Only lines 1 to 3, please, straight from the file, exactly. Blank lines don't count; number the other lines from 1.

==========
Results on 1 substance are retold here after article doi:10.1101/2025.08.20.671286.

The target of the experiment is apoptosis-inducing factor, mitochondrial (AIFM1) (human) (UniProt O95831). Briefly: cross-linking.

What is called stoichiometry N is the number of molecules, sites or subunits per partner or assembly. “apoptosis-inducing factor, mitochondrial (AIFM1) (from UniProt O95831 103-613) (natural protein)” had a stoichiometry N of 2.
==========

Results on 1 substance are retold here after article doi:10.1101/2025.08.20.671286.

The target of the experiment is apoptosis-inducing factor, mitochondrial (AIFM1) (human) (UniProt O95831). Briefly: cross-linking.

What is called stoichiometry N is the number of molecules, sites or subunits per partner or assembly. “apoptosis-inducing factor, mitochondrial (AIFM1) (from UniProt O95831 103-613) (natural protein)” had a stoichiometry N of 2.